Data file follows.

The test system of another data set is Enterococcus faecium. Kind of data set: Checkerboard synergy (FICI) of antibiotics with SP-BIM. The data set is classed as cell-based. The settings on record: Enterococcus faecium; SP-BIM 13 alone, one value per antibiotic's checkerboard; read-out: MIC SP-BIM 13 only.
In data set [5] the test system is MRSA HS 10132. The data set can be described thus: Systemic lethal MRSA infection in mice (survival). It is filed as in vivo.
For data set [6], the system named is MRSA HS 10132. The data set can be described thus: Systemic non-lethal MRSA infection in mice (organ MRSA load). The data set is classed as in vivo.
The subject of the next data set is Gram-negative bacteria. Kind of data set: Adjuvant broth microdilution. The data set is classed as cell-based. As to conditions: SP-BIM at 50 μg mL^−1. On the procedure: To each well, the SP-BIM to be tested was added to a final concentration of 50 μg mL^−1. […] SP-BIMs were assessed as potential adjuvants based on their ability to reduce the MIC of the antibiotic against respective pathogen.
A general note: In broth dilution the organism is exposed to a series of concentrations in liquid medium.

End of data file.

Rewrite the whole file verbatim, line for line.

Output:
The test system of another data set is Enterococcus faecium. Kind of data set: Checkerboard synergy (FICI) of antibiotics with SP-BIM. The data set is classed as cell-based. The settings on record: Enterococcus faecium; SP-BIM 13 alone, one value per antibiotic's checkerboard; read-out: MIC SP-BIM 13 only.
In data set [5] the test system is MRSA HS 10132. The data set can be described thus: Systemic lethal MRSA infection in mice (survival). It is filed as in vivo.
For data set [6], the system named is MRSA HS 10132. The data set can be described thus: Systemic non-lethal MRSA infection in mice (organ MRSA load). The data set is classed as in vivo.
The subject of the next data set is Gram-negative bacteria. Kind of data set: Adjuvant broth microdilution. The data set is classed as cell-based. As to conditions: SP-BIM at 50 μg mL^−1. On the procedure: To each well, the SP-BIM to be tested was added to a final concentration of 50 μg mL^−1. […] SP-BIMs were assessed as potential adjuvants based on their ability to reduce the MIC of the antibiotic against respective pathogen.
A general note: In broth dilution the organism is exposed to a series of concentrations in liquid medium.